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Unresolved name

Otholobium lucens C. H. Stirt.

Otholobium lucens

provided by wikipedia EN

Otholobium lucens is a shrub of up to 60 cm (24 in) high that is assigned to the pea family. It has alternately set clover-like leaves crowding on the new growth, while older parts have lost their leaves. The white, pea-like flowers occur with 3 or 6 together in the leaf axils. This rare species is an endemic of the Swartberg mountains in the Western Cape province of South Africa. It flowers between July and February.[1]

Taxonomy

A specimen of this shrub were first collected in 1907. In 2017, Charles Stirton and A. Muthama Muasya considered it sufficiently different from other Otholobium species, in particular O. polystictum, to distinguish and name it O. lucens. No synonyms are known.[1] The name of the genus Otholobium is a combination of the Greek words ὠθέω (ōthéō) meaning to push and λοβός (lobos) meaning pod, which Stirton selected because its fruit seems to be pushed out of the calyx.[2] The species epithet lūcēns is a Latin word meaning "shining".[3]

Description

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stem with typical cracked, yellowish-brown to black, scurfy bark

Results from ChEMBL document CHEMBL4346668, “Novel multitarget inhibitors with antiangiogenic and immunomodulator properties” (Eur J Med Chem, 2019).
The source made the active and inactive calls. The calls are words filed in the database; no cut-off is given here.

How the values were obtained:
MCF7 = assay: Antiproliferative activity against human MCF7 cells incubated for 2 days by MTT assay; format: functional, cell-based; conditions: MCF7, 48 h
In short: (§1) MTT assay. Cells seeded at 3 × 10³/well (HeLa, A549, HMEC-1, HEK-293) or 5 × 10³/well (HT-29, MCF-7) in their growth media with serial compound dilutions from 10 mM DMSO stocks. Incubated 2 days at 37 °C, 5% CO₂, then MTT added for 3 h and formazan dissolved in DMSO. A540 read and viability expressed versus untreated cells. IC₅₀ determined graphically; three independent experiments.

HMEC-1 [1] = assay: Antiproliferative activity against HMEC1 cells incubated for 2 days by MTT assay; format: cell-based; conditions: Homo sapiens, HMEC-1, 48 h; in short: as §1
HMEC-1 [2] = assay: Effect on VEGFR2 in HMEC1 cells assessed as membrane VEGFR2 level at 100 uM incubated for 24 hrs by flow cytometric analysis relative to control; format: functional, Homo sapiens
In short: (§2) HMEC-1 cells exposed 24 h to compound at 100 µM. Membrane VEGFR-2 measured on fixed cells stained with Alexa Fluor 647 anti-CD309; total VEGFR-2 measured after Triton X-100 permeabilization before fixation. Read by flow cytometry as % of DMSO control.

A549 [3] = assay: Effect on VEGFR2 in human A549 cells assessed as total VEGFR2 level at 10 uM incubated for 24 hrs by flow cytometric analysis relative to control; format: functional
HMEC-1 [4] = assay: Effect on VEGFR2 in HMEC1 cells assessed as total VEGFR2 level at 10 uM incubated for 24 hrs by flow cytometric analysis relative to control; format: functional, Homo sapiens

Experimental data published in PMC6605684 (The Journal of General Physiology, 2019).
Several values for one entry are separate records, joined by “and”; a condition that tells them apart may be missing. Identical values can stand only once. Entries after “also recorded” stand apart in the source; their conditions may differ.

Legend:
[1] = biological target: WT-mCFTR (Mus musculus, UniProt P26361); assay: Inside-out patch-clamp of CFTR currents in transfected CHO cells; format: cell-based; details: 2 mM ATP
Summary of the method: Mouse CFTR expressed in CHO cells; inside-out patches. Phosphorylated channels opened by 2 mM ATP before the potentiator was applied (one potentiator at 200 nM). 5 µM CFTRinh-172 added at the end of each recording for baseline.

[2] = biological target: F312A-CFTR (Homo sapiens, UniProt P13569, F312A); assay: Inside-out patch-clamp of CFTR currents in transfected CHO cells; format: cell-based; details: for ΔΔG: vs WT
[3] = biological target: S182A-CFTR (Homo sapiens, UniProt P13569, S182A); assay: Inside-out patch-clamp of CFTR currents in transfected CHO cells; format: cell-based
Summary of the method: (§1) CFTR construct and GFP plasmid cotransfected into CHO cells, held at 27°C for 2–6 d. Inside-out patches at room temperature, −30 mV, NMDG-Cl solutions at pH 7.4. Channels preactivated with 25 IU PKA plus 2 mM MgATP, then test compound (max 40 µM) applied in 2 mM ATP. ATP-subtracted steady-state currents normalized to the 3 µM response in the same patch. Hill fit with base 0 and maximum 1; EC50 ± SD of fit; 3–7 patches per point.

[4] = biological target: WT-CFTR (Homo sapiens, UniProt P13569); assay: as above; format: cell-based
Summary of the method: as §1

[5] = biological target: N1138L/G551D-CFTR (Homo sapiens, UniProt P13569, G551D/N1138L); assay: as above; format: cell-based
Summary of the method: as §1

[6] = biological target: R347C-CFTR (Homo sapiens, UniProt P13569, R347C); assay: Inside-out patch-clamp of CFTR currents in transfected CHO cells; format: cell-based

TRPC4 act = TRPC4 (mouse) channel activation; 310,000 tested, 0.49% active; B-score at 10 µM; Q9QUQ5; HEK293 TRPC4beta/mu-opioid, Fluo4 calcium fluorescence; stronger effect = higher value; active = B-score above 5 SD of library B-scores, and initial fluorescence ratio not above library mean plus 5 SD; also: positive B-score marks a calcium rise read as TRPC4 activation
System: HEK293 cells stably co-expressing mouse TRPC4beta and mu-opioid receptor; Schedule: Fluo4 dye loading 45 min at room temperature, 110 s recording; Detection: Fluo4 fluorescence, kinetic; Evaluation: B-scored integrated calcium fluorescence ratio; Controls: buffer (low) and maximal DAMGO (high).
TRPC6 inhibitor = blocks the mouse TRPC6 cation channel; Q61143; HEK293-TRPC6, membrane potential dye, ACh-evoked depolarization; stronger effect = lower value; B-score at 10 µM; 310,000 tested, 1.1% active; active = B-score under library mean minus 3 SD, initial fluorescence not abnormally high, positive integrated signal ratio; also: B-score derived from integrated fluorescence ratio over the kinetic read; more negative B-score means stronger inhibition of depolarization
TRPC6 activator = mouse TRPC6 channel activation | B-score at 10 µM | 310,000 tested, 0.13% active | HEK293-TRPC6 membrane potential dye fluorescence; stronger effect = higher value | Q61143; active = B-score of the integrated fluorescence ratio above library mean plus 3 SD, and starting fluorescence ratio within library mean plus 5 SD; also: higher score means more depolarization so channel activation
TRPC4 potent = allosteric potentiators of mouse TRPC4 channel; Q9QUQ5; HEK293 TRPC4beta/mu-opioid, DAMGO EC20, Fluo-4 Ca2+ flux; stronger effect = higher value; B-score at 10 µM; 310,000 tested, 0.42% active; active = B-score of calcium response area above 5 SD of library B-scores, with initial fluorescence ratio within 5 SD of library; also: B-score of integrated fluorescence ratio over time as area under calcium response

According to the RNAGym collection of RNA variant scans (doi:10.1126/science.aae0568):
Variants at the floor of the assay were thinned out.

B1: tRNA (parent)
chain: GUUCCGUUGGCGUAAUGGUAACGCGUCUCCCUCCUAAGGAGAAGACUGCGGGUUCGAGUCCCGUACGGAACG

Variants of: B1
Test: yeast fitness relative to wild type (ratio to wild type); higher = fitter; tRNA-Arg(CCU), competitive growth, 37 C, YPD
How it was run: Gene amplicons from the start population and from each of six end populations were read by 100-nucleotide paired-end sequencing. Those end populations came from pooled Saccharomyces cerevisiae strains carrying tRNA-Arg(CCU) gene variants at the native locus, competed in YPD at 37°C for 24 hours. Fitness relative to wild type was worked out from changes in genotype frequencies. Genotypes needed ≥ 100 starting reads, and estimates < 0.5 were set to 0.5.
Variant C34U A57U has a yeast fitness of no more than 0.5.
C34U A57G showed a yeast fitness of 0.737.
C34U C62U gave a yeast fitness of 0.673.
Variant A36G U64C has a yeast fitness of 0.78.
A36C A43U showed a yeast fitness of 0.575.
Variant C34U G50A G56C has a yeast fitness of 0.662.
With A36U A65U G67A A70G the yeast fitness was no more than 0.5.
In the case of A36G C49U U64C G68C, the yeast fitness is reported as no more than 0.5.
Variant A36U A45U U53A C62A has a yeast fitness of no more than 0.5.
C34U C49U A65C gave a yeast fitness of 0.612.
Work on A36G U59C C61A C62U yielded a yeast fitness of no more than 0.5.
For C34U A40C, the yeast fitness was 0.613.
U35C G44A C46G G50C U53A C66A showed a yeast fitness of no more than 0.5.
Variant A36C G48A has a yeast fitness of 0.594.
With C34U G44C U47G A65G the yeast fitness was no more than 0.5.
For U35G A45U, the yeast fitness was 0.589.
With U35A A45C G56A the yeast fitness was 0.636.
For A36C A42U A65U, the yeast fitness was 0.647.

Otholobium lucens is a rounded shrub of up to 60 cm (24 in) high that is assigned to the Pea family. It regrows from an underground rootstock after a fire destroyed the vegetation and initially produces lush, large, soft, bright green leaves. For about 10 following years the plants every year produce smaller, leathery leaves that occur on short seasonal shoots. From the rootstock emerge many stems that branch near their base, and have a cracked, yellowish-brown to black, scurfy bark. Leaves are only present on the new seasonal shoots, older leaves are discarded. The shoots are softly hairy and carry shiny, conspicuously raised glands. Its leaves are accompanied at their base by a pair of awl-shaped stipules of 2–3 mm (0.079–0.118 in) long that are pressed against the stem. The leaf stalk or petiole is about 2–3 mm long, the 3 leaflet stalks (or petiolules) are about 1 mm (0.039 in) long. The leaflets are hairless, inverted egg-shaped, with a wedge-shaped base and a blunt tip, but the midvein extends beyond the leaf blade into a hooked point, while both surfaces are adorned with crater-shaped glands of different sizes in equal density, which become shiny orange when dried. These glands are raised at the lower surface. The central leaflet is 13–16 mm (0.51–0.63 in) long and 4–6.5 mm (0.16–0.26 in) wide. When the plants reoccur after a fire they look quite different with much larger and saft, large and bright green leaves, instead of small, leathery leaves.[1]